Surprising things injected into Mozart cadenzas


This review of a Seattle Symphony concert from 2007 mentioned that back in 1998, soloist Jon Kimura Parker inserted the theme from The X-Files into one of his cadenzas. Cadenzas were originally points in a concerto at which soloists could improvise and show off their technical skills, but over the years, the contents of cadenzas have become more and more rehearsed, with most composers having switched over to fully-written-out cadenzas over a hundred years ago.

That's why it's so exciting when an improvised cadenza reappears on the scene. All of a sudden, anything can happen. Reading the article reminded me of a cadenza surprise in a performance by Awadagin Pratt nearly twenty years ago. I'm fairly certain the piece was a Mozart piano concerto, and during the cadenza, Pratt slipped into a middle voice the theme from the opening movement of the Mendelssohn Scottish Symphony, which was the next piece on the program! By the time I figured out what was happening, it was over. My opportunity to burst into applause in the middle of a piece was lost.

Comments (18)
  1. Gareth says:

    Did anyone notice?

  2. Nathan_works says:

    Would bursting into applause have been an appropriate/correct/socially acceptable response ? (ie I can’t tell if it would have meant you were in on the joke, or if the theatre goers would have shushed you or __ ?)_

    [My opportunity to do so while being able to justify it to myself. -Raymond]
  3. Albert A says:

    Given how much classical music is scripted these days, it’s fun when the performers manage to slip in appropriate improvisations.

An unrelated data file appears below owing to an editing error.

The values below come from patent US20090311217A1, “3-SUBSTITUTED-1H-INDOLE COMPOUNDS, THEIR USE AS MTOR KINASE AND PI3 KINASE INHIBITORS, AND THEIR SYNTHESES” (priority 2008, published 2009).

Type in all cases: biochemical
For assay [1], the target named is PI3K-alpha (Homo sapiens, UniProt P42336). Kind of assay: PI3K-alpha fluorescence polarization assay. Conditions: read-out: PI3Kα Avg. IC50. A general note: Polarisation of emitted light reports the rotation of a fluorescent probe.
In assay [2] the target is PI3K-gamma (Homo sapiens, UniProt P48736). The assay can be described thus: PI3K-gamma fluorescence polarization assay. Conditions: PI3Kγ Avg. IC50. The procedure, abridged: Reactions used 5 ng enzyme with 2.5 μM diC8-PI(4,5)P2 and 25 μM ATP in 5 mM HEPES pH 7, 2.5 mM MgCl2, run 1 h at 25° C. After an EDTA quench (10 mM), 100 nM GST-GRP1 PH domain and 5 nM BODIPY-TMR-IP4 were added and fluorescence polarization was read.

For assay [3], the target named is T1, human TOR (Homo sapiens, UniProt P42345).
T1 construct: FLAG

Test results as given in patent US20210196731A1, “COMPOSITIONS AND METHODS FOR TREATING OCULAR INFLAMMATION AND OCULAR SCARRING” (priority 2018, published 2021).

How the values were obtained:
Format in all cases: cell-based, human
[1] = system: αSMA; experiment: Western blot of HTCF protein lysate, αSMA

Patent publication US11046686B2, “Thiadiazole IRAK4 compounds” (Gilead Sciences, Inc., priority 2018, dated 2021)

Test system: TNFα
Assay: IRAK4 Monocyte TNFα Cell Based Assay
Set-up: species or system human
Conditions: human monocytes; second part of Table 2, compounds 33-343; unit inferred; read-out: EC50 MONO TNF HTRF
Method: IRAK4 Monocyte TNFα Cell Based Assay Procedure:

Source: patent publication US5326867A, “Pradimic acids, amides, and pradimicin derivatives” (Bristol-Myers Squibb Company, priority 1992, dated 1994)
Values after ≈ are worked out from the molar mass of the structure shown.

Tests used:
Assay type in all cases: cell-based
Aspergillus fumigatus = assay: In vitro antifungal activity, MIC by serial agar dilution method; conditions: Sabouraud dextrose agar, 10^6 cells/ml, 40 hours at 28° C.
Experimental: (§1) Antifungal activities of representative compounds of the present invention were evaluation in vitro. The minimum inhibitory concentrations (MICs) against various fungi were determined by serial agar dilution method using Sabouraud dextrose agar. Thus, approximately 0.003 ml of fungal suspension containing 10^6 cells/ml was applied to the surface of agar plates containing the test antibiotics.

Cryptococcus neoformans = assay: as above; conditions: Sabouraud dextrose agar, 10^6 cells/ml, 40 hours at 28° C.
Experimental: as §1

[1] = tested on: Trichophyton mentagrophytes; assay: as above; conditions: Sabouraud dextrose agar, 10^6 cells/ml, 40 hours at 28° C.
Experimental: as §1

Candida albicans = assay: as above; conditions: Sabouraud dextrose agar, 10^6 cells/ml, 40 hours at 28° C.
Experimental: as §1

A few years back, the San Francisco Opera had a run of in-jokes. The "Tristan and Isolde" story is referenced in two or three operas that came before Wagner’s opera. The orchestra would regularly slip in the first four note’s of Wagner’s overture while the characters on stage were relating the old myth. It always gets a laugh out of about a third of the audience.

  4. Gr8Scott says:

    I don’t know about a classical concert, but if a Jazz Band is playing it is perfectly acceptable to applaud after a solo (improvised or not).  A cadenza is basically a short improvised solo in a classical piece.

  5. mike says:

    Written-out cadenzas were inspired also by the need to help performers who were not very good improvisers or to rein in those who used the opportunity to showboat excessively.

    Fun fact: many of the "standard" cadenzas used in Mozart piano concertos were written by Beethoven.

  6. Alistair says:

    I once went to the Proms (a big concert series in London), and the program for the first half was Grieg’s Piano Concerto in A minor, which starts with a very distinctive and majestic piano segment (beginning with an A minor chord including a pretty high A).

    The second half was a Shostakovich piece called ‘Hypothetically Murdered’, which is, essentially, a comedy piece. One of the instruments was this comedically detuned bar piano, and at one point the pianist got a cadenza.

    He was playing the cadenza, joking around on the keys, and suddenly he built up to this rather distinctive A minor chord. Which was followed, of course, by the rest of the opening of the Grieg concerto.